WEEKEND VIDEOS, September 24:
Saturday, September 24, 2016
The Libertarian Failure On Climate Change
We should be building NEW coal plants?!?! We are spending too MUCH on New Energy?!?! Well, we know what this guy has been smoking… From greenmanbucket via YouTube
New Energy Is Doable – And Is Being Done
There are countries around the world taking advantage of their New Energy Resources. The U.S. is not. There are reasons but there is no excuse. From Seeker Daily via YouTube
Friday, September 23, 2016
World Gets A Step Closer To Enforceable Climate Laws
Climate Deal Comes One Step Closer to Reality at United Nations; Nearly enough countries have signed on to limit greenhouse gas emissions.
September 22, 2016 (Reuters via Fortune)
"An agreement to fight global warming came one step closer to taking effect on…[D]ozens of countries deposited their ratification of the deal at the United Nations, taking the total to 60, U.N. Secretary-General Ban Ki-moon said…The deal, agreed by nearly 200 countries in Paris last December, needs ratification by at least 55 countries representing 55% of global carbon dioxide emissions to take effect. Ban said the 60 countries represented more than 47.5%...
The United Nations said 14 countries, representing 12.58% of emissions, have committed to joining the agreement in 2016, which would allow the threshold of 55% of global carbon dioxide emissions to be reached…The binding global deal would slash greenhouse gases, keeping global temperature increases to ‘well below’ 2 degrees Celsius. Scientists warn that countries are likely to cross that threshold if they don’t take more drastic actions…The Paris agreement received a boost [when] U.S. President Barack Obama and Chinese President Xi Jinping submitted their plan to join the agreement. The world’s two biggest emitters account for around 40% of global greenhouse gas emissions…”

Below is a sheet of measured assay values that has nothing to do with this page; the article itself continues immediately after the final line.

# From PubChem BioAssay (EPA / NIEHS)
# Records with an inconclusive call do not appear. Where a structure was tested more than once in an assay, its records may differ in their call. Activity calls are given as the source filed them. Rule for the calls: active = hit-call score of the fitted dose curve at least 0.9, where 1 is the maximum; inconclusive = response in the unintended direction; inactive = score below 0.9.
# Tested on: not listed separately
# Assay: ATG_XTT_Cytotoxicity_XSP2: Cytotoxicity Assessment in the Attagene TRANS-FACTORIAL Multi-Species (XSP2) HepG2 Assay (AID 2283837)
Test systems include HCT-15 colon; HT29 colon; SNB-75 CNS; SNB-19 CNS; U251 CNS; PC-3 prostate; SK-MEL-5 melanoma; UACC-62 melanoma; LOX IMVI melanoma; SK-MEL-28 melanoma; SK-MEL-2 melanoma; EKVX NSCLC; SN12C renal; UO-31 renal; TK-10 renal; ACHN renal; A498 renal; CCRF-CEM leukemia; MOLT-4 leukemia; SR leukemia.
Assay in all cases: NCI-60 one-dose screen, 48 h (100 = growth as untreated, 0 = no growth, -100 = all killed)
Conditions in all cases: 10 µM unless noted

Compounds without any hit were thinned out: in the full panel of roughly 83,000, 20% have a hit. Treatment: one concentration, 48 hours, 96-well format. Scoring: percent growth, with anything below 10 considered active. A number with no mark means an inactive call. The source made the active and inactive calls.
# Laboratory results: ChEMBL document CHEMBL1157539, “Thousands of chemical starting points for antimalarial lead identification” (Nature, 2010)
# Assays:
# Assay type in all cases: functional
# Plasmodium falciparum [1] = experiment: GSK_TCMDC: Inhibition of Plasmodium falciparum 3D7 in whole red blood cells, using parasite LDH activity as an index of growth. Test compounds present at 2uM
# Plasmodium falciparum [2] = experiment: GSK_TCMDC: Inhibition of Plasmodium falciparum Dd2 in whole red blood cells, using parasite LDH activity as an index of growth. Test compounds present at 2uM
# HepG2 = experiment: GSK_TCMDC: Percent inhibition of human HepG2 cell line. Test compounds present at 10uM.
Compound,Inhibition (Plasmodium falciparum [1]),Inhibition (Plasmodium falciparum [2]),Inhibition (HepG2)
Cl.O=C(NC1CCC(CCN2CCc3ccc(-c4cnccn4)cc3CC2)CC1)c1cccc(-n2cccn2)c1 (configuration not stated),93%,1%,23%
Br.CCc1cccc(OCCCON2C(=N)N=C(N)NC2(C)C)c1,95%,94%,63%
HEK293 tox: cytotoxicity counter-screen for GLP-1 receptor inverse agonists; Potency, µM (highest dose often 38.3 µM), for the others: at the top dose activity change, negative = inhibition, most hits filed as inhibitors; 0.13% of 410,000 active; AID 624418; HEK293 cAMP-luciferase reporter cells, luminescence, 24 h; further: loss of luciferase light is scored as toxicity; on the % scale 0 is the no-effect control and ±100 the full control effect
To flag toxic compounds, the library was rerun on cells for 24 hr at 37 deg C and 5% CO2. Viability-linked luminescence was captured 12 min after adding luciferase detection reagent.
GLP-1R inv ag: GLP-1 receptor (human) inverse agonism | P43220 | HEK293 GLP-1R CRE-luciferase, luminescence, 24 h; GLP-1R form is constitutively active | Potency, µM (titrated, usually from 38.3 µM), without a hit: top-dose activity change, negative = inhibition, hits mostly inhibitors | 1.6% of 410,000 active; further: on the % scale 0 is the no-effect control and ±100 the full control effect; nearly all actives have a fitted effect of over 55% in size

The United Nations said 14 countries, representing 12.58% of emissions, have committed to joining the agreement in 2016, which would allow the threshold of 55% of global carbon dioxide emissions to be reached…The binding global deal would slash greenhouse gases, keeping global temperature increases to ‘well below’ 2 degrees Celsius. Scientists warn that countries are likely to cross that threshold if they don’t take more drastic actions…The Paris agreement received a boost [when] U.S. President Barack Obama and Chinese President Xi Jinping submitted their plan to join the agreement. The world’s two biggest emitters account for around 40% of global greenhouse gas emissions…”click here for more
New Energy Ready To Power The World Future
Wind and solar power enjoy a decade of massive growth: World Energy Council
Anmar Frangoul, 20 September 2016 (CNBC)
"Renewable sources of power including hydroelectric and solar represent around 30 percent of the world's total capacity and 23 percent of total global electricity production, according to Variable Renewables Integration in Electricity Systems 2016 – How to get it right from the World Energy Council (WEC)…[In the last 10 years wind and solar power have seen growth] of 23 percent and 50 percent…[and] $286 billion was invested in 154 gigawatts of [New Energy] in 2015, with China's spending on renewable sources representing 36 percent of global investments…[The report drew on] 32 country case studies, representing roughly 90 percent of global installed solar and wind capacity.” click here for more
Sahara Sun Could Power The World
We Could Power The Entire World By Harnessing Solar Energy From 1% Of The Sahara
Mehran Moalem, September 22, 2016 (Forbes)
“The total world energy usage (coal+oil+hydroelectric+nuclear+renewable) in 2015 was 13,000 Million Ton Oil Equivalent (13,000 MTOE)…This translates to 17.3 Terawatts continuous power during the year…[I]f we cover an area of the Earth 335 kilometers by 335 kilometers with solar panels, even with moderate efficiencies achievable easily today, it will provide more than 17,4 TW power. This area is 43,000 square miles…That means 1.2% of the Sahara desert is sufficient to cover all of the energy needs of the world in solar energy. There is no way coal, oil, wind, geothermal or nuclear can compete with this. The cost of the project will be about five trillion dollars, one time cost at today’s prices without any economy of scale savings. That is less than the bail out cost of banks by Obama in the last recession…and equal to 10% of world one year GDP. So this cost is rather small compared to other spending in the world. There is no future in other energy forms…